Ariel Fridman

Ariel Fridman
University of California, San Diego | UCSD · Rady School of Management

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8
Publications
2,085
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215
Citations

Publications

Publications (8)
Article
Full-text available
In the face of crises—wars, pandemics, and natural disasters—both increased selfishness and increased generosity may emerge. In this paper, we study the relationship between the presence of COVID-19 threat and generosity using a four-year longitudinal dataset (N = 696,942) capturing real donations made before and during the pandemic, as well as all...
Preprint
Full-text available
In the face of crises – wars, pandemics, and natural disasters – both increased selfishness and increased generosity may emerge. In this paper, we study the relationship between the presence of COVID-19 threat and generosity using a four-year longitudinal dataset (N = 696,942) capturing real donations made before and during the pandemic, as well as...
Preprint
Full-text available
Would you prefer to harm your own group or aid an opposing group? Across polarized issues (political party, abortion access, and gun control; N = 2,214), participants given this lose-lose choice prefer to harm their own side of a cause rather than aid the opposition. Our findings run counter to a harm-minimizing strategy as individuals generally be...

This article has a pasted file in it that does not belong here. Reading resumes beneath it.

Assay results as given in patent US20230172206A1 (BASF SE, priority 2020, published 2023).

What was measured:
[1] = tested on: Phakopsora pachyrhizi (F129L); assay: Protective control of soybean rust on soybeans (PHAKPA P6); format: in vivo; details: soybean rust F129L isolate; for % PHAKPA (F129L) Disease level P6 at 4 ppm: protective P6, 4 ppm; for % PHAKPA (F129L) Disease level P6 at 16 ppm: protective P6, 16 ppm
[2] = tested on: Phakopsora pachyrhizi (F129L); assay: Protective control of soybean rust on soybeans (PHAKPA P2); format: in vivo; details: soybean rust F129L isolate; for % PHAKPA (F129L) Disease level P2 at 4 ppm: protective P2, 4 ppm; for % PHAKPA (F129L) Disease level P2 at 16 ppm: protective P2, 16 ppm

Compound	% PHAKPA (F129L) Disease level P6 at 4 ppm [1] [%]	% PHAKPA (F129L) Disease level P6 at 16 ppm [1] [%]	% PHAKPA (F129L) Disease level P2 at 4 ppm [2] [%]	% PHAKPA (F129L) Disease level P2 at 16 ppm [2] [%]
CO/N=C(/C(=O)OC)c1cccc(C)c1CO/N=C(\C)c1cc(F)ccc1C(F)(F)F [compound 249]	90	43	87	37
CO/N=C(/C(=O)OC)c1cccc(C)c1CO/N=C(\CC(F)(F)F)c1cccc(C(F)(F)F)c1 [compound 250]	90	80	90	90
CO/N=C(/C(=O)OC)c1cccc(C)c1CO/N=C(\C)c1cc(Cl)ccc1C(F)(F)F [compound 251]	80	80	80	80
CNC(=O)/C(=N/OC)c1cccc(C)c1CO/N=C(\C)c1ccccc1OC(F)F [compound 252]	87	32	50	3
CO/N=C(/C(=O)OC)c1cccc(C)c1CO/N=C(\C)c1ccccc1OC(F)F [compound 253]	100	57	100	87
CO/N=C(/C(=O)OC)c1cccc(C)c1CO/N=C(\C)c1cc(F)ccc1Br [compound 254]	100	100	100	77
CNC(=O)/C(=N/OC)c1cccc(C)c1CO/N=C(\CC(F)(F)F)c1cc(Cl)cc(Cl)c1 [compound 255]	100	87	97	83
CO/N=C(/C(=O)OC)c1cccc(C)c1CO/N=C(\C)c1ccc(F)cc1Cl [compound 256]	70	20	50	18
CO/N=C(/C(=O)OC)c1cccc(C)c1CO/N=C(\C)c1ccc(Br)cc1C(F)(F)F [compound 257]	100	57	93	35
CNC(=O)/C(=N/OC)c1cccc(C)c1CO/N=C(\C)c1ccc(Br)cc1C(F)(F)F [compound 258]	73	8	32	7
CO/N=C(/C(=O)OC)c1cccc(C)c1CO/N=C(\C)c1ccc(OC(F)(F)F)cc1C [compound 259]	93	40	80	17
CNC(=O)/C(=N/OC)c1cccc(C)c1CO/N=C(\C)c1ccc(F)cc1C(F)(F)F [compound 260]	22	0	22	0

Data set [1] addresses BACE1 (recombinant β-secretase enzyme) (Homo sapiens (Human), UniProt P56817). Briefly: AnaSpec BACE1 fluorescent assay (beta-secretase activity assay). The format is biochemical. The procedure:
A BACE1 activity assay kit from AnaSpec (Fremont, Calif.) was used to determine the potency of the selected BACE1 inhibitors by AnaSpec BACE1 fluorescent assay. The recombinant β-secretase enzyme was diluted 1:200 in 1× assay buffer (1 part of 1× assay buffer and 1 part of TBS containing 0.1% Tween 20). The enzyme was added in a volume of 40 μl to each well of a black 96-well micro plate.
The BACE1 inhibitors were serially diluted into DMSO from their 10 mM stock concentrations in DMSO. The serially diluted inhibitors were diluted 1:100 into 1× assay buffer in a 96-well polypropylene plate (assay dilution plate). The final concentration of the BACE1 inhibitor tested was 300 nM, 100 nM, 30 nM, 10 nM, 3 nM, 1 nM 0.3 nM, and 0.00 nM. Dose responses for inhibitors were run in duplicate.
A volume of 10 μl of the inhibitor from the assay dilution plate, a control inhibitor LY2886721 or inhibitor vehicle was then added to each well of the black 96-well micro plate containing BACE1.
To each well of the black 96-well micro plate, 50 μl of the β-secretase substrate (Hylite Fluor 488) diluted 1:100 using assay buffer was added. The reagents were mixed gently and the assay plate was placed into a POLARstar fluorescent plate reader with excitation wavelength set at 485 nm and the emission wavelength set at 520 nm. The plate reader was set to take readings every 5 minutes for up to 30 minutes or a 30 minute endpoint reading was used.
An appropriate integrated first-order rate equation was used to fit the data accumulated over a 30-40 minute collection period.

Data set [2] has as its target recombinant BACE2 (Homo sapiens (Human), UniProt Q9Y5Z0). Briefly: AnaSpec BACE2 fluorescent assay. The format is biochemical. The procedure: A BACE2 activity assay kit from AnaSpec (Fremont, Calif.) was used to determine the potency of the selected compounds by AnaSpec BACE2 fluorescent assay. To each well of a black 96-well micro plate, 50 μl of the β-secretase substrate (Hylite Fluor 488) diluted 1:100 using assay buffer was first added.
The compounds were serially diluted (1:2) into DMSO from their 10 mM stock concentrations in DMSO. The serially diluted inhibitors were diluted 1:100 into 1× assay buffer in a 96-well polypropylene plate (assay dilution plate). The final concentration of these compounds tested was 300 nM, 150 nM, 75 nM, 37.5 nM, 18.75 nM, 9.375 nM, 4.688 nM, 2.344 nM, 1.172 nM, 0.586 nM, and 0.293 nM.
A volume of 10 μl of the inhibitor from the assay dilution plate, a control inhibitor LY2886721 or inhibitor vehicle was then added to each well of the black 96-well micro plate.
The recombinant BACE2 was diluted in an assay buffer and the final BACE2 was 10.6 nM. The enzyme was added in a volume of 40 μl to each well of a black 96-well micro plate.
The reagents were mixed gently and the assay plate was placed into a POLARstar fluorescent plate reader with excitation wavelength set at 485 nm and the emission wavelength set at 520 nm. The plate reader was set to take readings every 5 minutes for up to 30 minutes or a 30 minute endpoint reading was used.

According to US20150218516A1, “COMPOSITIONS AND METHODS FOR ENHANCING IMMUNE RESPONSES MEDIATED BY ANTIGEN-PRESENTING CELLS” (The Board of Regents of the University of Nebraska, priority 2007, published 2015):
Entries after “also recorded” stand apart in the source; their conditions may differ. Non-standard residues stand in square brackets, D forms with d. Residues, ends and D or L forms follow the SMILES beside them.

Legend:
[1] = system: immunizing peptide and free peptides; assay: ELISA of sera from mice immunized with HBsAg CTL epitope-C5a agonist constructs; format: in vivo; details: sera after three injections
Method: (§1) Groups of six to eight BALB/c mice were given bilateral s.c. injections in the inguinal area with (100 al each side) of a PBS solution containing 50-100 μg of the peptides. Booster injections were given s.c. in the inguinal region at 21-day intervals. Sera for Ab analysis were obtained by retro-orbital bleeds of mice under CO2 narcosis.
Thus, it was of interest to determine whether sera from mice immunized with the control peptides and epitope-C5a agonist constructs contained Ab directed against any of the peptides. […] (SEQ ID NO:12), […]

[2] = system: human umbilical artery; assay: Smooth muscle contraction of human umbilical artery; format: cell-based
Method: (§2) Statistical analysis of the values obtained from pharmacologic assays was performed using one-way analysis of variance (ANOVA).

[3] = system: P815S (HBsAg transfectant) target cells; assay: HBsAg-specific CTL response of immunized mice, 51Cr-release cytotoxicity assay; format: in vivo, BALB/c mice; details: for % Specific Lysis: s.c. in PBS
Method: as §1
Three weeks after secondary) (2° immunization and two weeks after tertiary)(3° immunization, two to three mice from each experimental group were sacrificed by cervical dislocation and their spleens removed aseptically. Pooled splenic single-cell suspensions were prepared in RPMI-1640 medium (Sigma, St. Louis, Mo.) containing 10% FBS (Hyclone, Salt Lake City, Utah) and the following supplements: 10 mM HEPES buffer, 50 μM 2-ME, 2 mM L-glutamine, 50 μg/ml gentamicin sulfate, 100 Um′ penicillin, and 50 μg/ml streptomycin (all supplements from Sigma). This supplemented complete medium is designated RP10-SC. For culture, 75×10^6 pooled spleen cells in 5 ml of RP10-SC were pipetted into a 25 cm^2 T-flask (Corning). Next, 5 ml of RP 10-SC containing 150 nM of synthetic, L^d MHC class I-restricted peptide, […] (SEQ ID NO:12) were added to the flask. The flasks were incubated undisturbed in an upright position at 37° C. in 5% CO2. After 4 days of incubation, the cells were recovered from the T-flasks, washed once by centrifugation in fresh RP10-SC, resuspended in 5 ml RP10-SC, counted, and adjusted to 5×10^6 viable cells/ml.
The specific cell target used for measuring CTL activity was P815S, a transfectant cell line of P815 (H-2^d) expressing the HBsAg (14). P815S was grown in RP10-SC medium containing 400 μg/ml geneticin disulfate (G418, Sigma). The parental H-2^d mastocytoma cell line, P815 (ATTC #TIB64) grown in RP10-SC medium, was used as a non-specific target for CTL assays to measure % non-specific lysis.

Article
Full-text available
How do attitudes toward vaccination change over the course of a public health crisis? We report results from a longitudinal survey of United States residents during six months (March 16 –August 16, 2020) of the COVID-19 pandemic. Contrary to past research suggesting that the increased salience of a disease threat should improve attitudes toward vac...
Preprint
Full-text available
How do attitudes toward vaccination change over the course of a public health crisis? We report results from a longitudinal survey of United States residents during six months (March 16 – August 16, 2020) of the COVID-19 pandemic. Contrary to past research suggesting that the increased salience of a disease threat should improve attitudes toward va...
Preprint
Full-text available
How do attitudes toward vaccination change over the course of a public health crisis? We report results from a longitudinal survey of United States residents during six months (March 16 – August 16, 2020) of the COVID-19 pandemic. Contrary to past research suggesting that the increased salience of a disease threat should improve attitudes toward va...

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Projects

Project (1)
Project
A longitudinal study of vaccine hesitancy during COVID-19